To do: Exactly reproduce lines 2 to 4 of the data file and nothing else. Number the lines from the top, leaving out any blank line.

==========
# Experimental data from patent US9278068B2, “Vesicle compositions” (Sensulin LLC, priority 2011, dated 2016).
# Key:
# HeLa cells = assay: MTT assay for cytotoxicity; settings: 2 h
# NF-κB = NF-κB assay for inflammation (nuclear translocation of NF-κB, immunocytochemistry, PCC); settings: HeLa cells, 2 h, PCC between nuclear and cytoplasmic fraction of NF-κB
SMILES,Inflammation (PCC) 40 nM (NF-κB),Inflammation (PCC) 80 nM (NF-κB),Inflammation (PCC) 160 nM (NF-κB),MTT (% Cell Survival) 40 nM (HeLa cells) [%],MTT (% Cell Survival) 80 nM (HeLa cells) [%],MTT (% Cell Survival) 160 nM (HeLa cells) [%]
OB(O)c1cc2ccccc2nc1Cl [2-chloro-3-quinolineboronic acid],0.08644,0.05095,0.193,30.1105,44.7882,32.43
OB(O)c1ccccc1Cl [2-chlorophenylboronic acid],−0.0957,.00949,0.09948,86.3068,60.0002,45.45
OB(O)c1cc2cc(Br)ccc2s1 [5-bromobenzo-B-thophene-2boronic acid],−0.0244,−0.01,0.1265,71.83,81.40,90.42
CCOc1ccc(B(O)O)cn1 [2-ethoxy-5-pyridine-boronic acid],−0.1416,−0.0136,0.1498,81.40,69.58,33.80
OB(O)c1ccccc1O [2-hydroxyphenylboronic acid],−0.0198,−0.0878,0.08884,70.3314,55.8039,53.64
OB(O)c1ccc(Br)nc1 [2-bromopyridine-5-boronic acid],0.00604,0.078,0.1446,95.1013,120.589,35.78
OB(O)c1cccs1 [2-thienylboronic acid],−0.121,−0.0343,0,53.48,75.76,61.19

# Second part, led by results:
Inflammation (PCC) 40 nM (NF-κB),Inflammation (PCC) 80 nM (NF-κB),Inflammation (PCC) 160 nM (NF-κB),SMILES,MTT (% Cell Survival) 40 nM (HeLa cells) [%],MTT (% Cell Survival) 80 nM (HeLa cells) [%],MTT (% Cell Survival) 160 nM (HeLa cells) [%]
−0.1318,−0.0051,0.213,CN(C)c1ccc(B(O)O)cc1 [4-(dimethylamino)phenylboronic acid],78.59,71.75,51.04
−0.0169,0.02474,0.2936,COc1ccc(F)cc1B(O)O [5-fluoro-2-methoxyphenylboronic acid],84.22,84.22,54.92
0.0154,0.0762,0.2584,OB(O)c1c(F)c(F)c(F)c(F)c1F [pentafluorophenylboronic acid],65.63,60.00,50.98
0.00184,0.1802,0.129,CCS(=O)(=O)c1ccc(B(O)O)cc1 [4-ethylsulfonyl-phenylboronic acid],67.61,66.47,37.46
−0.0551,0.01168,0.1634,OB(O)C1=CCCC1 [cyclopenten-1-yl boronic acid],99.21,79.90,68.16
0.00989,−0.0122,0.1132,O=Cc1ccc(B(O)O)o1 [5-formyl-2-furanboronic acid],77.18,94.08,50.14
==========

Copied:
# Key:
# HeLa cells = assay: MTT assay for cytotoxicity; settings: 2 h
# NF-κB = NF-κB assay for inflammation (nuclear translocation of NF-κB, immunocytochemistry, PCC); settings: HeLa cells, 2 h, PCC between nuclear and cytoplasmic fraction of NF-κB